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An ex-student of mine, Denise Spaulding, was now one of the art teachers at Durban Girls College. She approached me with the possibility of a public commission for the school.
One of the alumni had expressed the desire to present a gift to the school. She then became the client. I engaged the client with some formative ideas, saying to her that we needed to keep it simple: “I will do you a little school girl, a young woman at the beginning of her life’s adventure”. In my opinion that was what it was all about. I visited the school on two occasions, being taken from classroom to classroom, looking for a suitable model or a suitable idea. As with all ideas, when it comes to a moment of truth, if the truth be told, most artists do not know what the hell they’re doing. No truer was the case in this regard.
On my second day, I entered the very very junior school. I was introduced to an ocean of girl faces. Little children, all dressed metronomically in their green and white uniforms, small little faces mixed with anticipation as well as anxiety. This is life’s journey and the promise of it. Towards the center back of the class was a small young girl child, slightly overweight, massively uncertain of life and the journey she was about to undertake.
Upon meeting her later my initial assumption was confirmed, when I confronted a young woman who had not only been ridiculed by her class mates but had now already embodied the idea that awkwardness was going to be part of her journey. I felt that her self and her character would be most instructive and appropriate for us all to learn how tentative and gentle we all have to be when we come into touch with humans on the early part of their life here.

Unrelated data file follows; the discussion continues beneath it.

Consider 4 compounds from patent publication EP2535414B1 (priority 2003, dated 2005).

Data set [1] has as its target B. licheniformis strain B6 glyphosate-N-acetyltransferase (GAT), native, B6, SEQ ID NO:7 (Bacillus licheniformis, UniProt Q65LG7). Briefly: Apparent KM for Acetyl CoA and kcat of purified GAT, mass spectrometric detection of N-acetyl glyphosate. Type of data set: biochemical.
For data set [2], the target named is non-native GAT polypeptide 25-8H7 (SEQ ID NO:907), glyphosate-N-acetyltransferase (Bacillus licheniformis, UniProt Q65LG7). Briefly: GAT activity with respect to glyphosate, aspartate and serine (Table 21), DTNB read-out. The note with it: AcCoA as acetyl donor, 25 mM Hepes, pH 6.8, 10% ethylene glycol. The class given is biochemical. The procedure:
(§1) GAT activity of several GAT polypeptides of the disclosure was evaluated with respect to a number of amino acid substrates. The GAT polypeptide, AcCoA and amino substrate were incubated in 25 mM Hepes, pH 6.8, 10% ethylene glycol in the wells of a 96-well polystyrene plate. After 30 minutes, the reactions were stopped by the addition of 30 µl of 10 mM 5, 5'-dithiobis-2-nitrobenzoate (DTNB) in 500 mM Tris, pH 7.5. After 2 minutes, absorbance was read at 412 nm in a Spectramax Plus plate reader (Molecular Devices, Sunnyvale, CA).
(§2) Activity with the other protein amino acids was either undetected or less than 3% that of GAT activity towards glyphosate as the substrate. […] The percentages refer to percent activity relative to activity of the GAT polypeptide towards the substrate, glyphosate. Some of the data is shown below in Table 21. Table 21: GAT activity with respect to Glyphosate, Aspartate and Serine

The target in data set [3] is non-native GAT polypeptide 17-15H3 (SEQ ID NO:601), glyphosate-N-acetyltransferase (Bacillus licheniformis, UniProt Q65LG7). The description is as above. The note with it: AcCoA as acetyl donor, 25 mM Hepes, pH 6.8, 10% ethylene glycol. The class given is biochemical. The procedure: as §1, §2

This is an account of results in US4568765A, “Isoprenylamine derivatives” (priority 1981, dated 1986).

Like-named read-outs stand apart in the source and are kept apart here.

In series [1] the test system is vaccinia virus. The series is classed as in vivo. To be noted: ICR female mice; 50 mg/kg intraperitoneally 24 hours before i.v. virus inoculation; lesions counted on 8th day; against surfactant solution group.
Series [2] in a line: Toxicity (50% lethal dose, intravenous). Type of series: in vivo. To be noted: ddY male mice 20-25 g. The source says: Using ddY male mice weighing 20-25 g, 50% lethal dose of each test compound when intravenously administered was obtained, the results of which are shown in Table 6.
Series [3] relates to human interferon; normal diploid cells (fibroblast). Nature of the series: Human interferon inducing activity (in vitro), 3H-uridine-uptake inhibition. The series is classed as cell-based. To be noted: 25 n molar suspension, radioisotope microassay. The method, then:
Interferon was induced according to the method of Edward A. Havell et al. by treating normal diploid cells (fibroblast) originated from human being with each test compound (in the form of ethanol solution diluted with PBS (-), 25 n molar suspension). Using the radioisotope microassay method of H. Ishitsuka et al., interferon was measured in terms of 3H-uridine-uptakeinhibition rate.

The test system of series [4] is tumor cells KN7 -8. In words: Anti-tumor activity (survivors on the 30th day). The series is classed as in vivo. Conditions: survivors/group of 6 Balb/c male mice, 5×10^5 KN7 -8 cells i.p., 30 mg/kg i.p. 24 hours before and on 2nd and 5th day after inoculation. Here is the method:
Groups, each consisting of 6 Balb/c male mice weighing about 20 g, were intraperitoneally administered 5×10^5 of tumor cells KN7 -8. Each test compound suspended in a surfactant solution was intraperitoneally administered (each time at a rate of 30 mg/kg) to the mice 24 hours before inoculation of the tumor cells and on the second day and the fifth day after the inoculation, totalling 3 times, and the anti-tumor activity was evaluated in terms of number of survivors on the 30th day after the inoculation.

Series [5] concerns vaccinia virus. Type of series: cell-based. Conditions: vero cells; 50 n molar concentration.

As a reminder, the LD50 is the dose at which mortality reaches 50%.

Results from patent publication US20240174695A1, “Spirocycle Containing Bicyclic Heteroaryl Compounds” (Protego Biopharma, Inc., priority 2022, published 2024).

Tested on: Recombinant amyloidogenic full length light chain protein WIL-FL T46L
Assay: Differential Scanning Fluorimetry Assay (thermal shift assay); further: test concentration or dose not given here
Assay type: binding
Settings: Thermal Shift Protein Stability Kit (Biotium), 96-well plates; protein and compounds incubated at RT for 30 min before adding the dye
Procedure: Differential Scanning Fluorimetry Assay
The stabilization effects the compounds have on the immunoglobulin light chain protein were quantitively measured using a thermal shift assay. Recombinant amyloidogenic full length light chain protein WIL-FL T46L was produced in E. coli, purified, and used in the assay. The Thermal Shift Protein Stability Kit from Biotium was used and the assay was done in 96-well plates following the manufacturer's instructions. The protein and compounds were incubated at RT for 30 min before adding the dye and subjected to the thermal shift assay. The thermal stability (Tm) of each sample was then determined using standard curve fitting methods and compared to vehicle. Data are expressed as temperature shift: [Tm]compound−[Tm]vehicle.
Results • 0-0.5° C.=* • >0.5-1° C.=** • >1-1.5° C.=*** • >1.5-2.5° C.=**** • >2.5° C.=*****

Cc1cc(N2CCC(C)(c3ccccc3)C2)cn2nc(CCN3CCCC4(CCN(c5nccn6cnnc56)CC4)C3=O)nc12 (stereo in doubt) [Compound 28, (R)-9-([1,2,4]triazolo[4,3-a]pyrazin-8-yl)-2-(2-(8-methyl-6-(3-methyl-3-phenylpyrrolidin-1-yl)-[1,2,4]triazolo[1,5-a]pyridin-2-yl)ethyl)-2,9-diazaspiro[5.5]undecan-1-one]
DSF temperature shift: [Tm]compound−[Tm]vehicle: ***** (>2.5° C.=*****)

In addition to this, I felt that this was the very embodiment of all of our humanity, at the same time it also fully embraced the idea that unless we cleave to the popular rerepresentation of a desired perfection, or stereo-type, we would all begin to hate ourselves and our bodies.
I remember working on this little work with great love and tenderness. My assistant was Nancy Thompson, we both fell in love with the work.
The final piece far exceeded my initial understanding of what it is that I thought I was pursuing. It reminded me once again that creativity is indeed a mystery. At one point in time your hand is only a blunt instrument and your sensibility, if you take full control of it, becomes the very problem within the work. It is almost as if one has to release oneself from oneself during the process of the work and yet remain sufficiently in touch with one self in order to fulfill the material realities of the challenge of the work.
I presented the work to the client. She was deeply touched and pleased. She presented the work to the school head mistress.
The subsequent awkwardness of the client returning to me and saying that the work had been rejected as a gift as the slightly overweight subject-matter did not fit the iconic stereo type, the image that the school wished to project into the pubic.
It was one of many unfathomable rejections that I have had to be instructed by in my life.
The client took the work back and it now stands in her garden as mysterious and beautiful as it is. It is only a pity that it does not stand where many young awkward girl children could look and find a degree of affirmation in the simple and profound beauty of that little body.
ANDRIES BOTHA, FEBRUARY 2012